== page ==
Back to RJ Archive

Treaty settlements process: Restorative justice in action

May 7, 2012

“The victims were the families of Ngāti Maniapoto, Ngāti Pahauwera, Ngāti Porou, Ngāti Whare, Ngāti Manawa. Tribes and families who, on the 29 March 2012, forgave years and generations of offending,” said Dr Sharples.

“The intergenerational offender who apologised unreservedly, and agreed to work alongside their victims into the future, was of course the Crown.”

Dr Sharples congratulated JustSpeak on their thought provoking position paper, as well as the justice work they were carrying out in communities via forums and online communities.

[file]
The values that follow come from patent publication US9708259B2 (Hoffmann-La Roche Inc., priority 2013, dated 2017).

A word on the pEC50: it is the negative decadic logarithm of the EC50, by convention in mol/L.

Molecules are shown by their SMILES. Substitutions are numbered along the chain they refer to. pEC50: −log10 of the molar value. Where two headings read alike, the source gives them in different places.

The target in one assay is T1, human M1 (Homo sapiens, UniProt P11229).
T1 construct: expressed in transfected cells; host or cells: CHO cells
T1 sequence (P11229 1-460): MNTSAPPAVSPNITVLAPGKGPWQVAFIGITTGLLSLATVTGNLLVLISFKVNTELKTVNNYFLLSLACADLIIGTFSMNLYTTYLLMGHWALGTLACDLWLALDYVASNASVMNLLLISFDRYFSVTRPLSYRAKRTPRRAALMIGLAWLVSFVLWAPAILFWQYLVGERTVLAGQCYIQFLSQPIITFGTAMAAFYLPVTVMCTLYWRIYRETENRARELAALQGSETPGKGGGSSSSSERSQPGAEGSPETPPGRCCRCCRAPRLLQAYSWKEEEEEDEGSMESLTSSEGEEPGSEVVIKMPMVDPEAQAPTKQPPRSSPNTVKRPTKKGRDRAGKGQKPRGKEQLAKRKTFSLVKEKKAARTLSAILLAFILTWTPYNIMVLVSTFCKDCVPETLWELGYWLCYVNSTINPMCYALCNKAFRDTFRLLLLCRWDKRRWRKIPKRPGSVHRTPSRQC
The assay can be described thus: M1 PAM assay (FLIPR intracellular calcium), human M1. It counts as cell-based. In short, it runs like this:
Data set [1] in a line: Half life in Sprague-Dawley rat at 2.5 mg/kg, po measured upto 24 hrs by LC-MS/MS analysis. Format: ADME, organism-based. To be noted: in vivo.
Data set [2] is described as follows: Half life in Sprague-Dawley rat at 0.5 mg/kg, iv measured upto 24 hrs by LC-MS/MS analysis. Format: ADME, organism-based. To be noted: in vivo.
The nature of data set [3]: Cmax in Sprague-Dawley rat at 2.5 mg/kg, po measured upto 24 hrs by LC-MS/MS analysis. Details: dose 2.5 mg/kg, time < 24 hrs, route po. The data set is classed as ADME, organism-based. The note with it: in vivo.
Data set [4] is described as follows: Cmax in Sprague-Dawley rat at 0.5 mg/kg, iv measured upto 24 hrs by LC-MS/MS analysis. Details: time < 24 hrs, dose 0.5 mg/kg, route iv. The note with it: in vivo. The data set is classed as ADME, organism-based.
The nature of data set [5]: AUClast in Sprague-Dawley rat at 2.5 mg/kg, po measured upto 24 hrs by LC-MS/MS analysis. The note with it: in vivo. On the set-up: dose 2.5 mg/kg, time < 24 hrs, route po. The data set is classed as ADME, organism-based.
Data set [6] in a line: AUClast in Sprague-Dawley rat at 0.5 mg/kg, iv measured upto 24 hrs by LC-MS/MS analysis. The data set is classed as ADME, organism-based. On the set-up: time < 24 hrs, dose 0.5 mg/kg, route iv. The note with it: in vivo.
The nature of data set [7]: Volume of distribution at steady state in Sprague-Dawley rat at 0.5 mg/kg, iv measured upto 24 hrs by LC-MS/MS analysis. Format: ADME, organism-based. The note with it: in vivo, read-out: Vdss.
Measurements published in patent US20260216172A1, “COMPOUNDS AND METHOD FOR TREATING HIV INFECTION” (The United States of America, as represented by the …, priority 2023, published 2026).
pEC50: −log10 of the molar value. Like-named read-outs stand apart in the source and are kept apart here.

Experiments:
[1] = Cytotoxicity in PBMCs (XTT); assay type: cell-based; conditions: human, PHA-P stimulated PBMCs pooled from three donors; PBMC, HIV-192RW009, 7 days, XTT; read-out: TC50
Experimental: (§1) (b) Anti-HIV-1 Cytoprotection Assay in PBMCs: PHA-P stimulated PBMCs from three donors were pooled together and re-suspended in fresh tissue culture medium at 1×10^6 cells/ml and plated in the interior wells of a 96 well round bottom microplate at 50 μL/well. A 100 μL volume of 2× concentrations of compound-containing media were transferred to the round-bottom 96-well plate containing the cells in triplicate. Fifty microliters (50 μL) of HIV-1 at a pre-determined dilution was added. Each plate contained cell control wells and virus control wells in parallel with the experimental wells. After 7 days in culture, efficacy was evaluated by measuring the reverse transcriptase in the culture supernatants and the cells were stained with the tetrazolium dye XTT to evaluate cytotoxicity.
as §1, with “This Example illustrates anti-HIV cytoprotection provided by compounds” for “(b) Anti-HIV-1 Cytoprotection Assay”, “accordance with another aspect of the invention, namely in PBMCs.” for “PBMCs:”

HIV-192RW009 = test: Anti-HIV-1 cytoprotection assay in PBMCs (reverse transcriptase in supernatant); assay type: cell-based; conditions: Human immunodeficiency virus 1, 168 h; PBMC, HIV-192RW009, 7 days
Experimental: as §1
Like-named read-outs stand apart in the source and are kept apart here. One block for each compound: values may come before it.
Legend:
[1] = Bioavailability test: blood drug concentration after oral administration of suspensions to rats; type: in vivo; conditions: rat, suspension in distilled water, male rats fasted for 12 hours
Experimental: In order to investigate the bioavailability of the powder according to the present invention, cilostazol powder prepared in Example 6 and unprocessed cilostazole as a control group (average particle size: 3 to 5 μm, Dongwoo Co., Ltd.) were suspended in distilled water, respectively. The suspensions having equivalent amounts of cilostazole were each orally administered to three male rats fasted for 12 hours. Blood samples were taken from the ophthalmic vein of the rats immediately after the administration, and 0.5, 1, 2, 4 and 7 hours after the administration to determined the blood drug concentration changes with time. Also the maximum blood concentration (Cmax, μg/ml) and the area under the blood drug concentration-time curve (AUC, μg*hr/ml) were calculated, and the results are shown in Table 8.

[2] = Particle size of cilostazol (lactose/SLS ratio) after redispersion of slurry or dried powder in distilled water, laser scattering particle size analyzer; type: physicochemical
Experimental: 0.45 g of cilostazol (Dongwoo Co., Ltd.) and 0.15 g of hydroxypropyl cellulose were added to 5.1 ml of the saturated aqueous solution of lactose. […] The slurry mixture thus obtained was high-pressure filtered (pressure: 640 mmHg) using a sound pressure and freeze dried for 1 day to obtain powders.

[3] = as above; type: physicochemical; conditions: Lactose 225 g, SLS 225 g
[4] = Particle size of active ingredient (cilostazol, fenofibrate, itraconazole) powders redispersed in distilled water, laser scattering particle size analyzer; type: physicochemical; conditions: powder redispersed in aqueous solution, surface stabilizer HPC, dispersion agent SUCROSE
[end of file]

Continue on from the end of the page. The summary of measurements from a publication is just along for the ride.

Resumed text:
“If young people are perceived to be part of the problem – then they must also be part of the solution. If Māori are perceived to be part of the problem – then we must be part of the solution too.”

Read the whole article.


Blog PostCourtsPacificPost-Conflict ReconciliationRJ in SchoolsStatutes and Legislation
Support the cause

We've Been Restoring Justice for More Than 40 Years

Your donation helps Prison Fellowship International repair the harm caused by crime by emphasizing accountability, forgiveness, and making amends for prisoners and those affected by their actions. When victims, offenders, and community members meet to decide how to do that, the results are transformational.

Donate Now